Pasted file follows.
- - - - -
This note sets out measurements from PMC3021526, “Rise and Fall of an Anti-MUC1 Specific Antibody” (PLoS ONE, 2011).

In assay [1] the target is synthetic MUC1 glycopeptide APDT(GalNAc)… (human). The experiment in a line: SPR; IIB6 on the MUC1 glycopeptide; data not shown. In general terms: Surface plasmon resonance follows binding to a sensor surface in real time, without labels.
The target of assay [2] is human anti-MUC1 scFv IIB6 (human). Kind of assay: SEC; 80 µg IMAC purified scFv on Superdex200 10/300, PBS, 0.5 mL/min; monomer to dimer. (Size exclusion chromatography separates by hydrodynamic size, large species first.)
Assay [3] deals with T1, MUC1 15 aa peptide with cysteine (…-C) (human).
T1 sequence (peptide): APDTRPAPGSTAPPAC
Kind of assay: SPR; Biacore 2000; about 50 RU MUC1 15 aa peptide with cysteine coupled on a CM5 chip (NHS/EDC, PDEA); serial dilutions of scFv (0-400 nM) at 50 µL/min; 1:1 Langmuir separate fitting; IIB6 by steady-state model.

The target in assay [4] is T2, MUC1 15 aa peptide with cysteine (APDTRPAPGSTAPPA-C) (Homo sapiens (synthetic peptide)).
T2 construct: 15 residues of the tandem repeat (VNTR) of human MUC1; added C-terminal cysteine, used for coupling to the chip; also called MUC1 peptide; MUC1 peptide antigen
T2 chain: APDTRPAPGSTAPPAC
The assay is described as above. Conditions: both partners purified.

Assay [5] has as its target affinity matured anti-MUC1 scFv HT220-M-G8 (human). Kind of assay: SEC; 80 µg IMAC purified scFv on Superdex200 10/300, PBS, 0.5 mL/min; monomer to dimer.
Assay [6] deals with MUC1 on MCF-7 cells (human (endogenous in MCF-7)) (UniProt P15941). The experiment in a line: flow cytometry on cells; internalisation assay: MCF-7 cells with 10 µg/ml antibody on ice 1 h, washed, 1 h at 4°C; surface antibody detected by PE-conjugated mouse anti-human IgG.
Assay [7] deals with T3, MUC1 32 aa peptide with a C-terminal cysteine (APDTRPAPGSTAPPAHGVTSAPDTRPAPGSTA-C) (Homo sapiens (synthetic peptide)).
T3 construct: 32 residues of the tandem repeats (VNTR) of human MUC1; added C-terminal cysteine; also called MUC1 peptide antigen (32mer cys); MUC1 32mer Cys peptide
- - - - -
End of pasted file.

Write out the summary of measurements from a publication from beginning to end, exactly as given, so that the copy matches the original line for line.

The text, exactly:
This note sets out measurements from PMC3021526, “Rise and Fall of an Anti-MUC1 Specific Antibody” (PLoS ONE, 2011).

In assay [1] the target is synthetic MUC1 glycopeptide APDT(GalNAc)… (human). The experiment in a line: SPR; IIB6 on the MUC1 glycopeptide; data not shown. In general terms: Surface plasmon resonance follows binding to a sensor surface in real time, without labels.
The target of assay [2] is human anti-MUC1 scFv IIB6 (human). Kind of assay: SEC; 80 µg IMAC purified scFv on Superdex200 10/300, PBS, 0.5 mL/min; monomer to dimer. (Size exclusion chromatography separates by hydrodynamic size, large species first.)
Assay [3] deals with T1, MUC1 15 aa peptide with cysteine (…-C) (human).
T1 sequence (peptide): APDTRPAPGSTAPPAC
Kind of assay: SPR; Biacore 2000; about 50 RU MUC1 15 aa peptide with cysteine coupled on a CM5 chip (NHS/EDC, PDEA); serial dilutions of scFv (0-400 nM) at 50 µL/min; 1:1 Langmuir separate fitting; IIB6 by steady-state model.

The target in assay [4] is T2, MUC1 15 aa peptide with cysteine (APDTRPAPGSTAPPA-C) (Homo sapiens (synthetic peptide)).
T2 construct: 15 residues of the tandem repeat (VNTR) of human MUC1; added C-terminal cysteine, used for coupling to the chip; also called MUC1 peptide; MUC1 peptide antigen
T2 chain: APDTRPAPGSTAPPAC
The assay is described as above. Conditions: both partners purified.

Assay [5] has as its target affinity matured anti-MUC1 scFv HT220-M-G8 (human). Kind of assay: SEC; 80 µg IMAC purified scFv on Superdex200 10/300, PBS, 0.5 mL/min; monomer to dimer.
Assay [6] deals with MUC1 on MCF-7 cells (human (endogenous in MCF-7)) (UniProt P15941). The experiment in a line: flow cytometry on cells; internalisation assay: MCF-7 cells with 10 µg/ml antibody on ice 1 h, washed, 1 h at 4°C; surface antibody detected by PE-conjugated mouse anti-human IgG.
Assay [7] deals with T3, MUC1 32 aa peptide with a C-terminal cysteine (APDTRPAPGSTAPPAHGVTSAPDTRPAPGSTA-C) (Homo sapiens (synthetic peptide)).
T3 construct: 32 residues of the tandem repeats (VNTR) of human MUC1; added C-terminal cysteine; also called MUC1 peptide antigen (32mer cys); MUC1 32mer Cys peptide